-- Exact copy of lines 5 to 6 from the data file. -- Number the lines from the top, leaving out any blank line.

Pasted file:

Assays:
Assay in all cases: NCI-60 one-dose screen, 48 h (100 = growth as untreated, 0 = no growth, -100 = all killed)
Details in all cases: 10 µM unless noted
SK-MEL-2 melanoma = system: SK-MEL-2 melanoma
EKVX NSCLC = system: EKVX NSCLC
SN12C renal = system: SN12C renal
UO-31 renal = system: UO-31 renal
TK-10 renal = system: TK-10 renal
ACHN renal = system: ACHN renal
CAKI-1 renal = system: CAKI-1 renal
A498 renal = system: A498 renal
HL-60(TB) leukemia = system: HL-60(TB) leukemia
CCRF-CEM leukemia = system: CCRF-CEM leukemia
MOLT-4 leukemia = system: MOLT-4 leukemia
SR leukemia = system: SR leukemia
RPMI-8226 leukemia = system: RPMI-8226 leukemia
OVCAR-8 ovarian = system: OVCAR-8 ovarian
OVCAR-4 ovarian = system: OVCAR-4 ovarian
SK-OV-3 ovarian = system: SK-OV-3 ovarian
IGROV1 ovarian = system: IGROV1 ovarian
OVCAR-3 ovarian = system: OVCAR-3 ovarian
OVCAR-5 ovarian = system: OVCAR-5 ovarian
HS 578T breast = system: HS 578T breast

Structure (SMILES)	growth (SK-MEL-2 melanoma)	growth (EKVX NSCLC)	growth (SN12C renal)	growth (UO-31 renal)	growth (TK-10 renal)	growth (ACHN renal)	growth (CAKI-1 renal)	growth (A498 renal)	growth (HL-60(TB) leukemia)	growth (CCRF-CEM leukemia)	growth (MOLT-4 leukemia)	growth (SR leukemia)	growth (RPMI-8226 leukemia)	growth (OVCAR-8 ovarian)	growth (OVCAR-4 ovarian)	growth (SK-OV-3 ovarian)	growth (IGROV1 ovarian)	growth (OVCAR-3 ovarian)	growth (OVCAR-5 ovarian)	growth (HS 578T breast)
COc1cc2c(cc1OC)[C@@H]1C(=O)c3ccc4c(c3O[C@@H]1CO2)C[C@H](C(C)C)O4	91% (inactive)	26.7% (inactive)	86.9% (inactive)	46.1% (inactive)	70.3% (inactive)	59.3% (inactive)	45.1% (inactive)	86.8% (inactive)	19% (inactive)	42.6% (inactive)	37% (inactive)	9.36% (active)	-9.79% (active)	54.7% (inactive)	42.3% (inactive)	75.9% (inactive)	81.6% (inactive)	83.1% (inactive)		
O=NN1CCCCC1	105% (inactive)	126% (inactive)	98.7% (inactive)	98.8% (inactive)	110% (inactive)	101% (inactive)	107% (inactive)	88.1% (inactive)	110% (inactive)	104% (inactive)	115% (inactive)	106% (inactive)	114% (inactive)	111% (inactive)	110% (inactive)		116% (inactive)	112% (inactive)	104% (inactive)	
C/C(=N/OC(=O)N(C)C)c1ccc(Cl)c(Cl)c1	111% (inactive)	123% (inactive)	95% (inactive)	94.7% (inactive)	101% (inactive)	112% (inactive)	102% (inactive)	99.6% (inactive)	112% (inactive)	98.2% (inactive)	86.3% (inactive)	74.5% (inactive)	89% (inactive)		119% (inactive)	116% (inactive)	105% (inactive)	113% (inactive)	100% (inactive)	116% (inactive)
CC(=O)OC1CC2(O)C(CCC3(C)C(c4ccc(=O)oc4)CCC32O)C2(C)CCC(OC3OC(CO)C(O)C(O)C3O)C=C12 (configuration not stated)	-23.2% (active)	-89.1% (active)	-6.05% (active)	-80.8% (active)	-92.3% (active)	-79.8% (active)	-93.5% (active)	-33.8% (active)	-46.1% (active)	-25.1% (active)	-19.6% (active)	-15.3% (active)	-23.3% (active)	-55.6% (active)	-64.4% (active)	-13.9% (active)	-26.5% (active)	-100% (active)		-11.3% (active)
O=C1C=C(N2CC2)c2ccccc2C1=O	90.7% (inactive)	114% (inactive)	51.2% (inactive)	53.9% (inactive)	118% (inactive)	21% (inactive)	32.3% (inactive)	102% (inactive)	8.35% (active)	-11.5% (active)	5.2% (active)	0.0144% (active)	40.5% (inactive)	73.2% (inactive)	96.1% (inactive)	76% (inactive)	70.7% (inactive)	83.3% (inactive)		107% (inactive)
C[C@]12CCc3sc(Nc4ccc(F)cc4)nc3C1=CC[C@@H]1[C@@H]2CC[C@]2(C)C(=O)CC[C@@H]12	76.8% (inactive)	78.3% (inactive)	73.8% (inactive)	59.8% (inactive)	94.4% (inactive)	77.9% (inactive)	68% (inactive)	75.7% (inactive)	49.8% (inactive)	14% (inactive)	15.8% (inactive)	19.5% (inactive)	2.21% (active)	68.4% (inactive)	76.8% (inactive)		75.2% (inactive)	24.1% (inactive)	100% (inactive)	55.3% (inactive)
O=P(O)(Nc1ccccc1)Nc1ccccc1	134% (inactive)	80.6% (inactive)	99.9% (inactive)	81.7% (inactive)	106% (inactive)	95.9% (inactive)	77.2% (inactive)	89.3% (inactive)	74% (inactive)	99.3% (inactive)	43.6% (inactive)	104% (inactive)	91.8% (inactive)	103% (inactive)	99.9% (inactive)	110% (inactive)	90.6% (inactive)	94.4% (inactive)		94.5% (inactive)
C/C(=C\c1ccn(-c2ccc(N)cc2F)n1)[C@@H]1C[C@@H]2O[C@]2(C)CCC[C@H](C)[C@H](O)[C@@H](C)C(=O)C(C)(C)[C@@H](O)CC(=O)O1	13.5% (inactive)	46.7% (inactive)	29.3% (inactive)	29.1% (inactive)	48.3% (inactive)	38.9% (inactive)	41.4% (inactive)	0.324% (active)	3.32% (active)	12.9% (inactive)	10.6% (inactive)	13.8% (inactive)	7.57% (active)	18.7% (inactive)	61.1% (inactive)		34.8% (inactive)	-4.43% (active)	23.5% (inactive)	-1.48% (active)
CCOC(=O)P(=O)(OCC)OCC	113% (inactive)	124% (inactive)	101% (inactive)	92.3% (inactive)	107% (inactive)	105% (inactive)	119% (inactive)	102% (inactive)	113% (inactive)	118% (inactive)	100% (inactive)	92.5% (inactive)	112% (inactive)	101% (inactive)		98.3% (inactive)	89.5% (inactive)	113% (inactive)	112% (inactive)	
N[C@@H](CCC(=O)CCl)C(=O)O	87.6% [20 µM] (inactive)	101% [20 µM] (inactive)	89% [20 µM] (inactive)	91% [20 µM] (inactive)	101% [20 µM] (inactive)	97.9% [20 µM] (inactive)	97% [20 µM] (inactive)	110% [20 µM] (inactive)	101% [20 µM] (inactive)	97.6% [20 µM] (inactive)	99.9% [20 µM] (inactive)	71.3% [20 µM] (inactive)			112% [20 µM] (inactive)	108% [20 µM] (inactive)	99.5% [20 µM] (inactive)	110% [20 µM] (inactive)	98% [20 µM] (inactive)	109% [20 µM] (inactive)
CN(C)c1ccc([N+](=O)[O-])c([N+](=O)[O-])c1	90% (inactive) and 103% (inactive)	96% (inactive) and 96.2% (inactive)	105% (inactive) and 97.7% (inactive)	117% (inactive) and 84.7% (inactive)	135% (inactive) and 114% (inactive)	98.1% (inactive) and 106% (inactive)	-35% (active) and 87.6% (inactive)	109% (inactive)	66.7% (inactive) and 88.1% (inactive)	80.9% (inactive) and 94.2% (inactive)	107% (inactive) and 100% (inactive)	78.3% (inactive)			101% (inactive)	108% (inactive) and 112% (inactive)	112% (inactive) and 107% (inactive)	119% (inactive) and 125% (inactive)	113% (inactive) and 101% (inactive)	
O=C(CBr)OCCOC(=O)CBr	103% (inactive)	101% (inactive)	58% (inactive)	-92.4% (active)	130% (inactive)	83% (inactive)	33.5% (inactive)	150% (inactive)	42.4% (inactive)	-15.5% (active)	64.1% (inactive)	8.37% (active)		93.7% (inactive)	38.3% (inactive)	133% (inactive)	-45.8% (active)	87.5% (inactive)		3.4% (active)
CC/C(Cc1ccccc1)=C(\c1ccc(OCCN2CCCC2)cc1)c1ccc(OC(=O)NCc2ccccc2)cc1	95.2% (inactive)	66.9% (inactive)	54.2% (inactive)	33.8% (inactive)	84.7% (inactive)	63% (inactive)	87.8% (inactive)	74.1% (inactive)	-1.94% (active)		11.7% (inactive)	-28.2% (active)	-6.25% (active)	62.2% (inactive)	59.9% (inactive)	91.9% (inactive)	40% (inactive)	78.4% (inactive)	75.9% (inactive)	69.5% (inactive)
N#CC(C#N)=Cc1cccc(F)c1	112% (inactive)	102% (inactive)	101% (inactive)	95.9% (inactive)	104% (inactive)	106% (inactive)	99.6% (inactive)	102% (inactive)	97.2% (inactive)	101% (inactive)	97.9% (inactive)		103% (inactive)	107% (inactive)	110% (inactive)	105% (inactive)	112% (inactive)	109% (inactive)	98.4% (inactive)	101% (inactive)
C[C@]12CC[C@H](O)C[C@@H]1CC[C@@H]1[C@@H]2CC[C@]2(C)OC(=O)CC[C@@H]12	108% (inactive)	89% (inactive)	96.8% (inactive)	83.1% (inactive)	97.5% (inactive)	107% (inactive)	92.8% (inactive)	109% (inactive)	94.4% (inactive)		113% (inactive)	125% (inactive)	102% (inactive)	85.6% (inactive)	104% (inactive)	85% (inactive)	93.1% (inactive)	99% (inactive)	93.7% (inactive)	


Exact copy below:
EKVX NSCLC = system: EKVX NSCLC
SN12C renal = system: SN12C renal